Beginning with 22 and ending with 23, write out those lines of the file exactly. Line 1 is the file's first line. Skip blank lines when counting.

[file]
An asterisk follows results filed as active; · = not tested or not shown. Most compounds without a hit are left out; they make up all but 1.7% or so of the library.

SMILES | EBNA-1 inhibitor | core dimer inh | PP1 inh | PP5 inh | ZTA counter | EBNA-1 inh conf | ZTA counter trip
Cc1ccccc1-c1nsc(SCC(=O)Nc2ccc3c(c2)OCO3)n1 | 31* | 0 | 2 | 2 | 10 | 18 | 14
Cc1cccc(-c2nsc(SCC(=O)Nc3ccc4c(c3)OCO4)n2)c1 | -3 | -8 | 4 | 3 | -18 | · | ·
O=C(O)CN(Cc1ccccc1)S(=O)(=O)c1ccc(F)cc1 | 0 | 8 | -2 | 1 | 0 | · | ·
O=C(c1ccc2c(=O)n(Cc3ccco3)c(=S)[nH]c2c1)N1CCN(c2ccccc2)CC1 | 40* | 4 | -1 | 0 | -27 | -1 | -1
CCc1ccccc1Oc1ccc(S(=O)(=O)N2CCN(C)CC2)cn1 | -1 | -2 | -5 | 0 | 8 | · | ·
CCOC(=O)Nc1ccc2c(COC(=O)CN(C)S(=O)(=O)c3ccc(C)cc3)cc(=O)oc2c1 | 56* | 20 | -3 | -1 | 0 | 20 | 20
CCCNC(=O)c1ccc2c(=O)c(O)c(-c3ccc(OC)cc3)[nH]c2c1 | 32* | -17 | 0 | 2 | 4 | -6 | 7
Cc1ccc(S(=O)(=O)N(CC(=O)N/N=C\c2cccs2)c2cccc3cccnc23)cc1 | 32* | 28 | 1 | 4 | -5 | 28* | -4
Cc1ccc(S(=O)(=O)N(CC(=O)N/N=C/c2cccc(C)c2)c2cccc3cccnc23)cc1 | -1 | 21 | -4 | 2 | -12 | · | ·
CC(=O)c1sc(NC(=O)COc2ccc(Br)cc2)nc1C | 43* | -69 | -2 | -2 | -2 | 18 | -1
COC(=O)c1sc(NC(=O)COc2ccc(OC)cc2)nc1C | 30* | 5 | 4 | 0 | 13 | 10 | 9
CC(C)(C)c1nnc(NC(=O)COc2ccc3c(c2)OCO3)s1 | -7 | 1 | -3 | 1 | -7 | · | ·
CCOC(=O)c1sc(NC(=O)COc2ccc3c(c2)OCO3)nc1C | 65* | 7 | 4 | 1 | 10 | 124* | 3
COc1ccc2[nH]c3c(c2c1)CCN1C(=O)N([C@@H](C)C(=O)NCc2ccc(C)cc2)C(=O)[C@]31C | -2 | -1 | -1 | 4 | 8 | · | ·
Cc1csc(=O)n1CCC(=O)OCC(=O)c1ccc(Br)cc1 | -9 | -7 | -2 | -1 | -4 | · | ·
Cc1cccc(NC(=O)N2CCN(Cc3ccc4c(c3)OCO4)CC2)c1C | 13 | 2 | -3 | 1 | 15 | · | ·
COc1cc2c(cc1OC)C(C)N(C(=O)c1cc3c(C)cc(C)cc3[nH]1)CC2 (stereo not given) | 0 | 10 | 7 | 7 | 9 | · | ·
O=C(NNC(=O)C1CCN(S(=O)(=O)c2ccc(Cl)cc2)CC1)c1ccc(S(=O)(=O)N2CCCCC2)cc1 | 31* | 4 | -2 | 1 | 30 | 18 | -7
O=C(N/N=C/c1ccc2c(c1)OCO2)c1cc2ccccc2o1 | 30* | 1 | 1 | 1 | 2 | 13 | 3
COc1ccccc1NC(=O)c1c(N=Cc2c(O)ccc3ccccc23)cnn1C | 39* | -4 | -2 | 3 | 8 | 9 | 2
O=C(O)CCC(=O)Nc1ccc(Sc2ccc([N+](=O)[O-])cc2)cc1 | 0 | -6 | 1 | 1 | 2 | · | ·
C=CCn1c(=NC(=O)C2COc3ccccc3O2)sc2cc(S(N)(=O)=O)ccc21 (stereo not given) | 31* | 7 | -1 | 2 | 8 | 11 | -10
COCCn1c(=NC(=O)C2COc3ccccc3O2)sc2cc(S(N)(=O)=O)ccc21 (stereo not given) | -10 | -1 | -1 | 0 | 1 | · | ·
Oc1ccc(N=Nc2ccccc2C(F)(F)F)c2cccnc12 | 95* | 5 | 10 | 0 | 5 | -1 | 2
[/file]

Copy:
COc1ccccc1NC(=O)c1c(N=Cc2c(O)ccc3ccccc23)cnn1C | 39* | -4 | -2 | 3 | 8 | 9 | 2
O=C(O)CCC(=O)Nc1ccc(Sc2ccc([N+](=O)[O-])cc2)cc1 | 0 | -6 | 1 | 1 | 2 | · | ·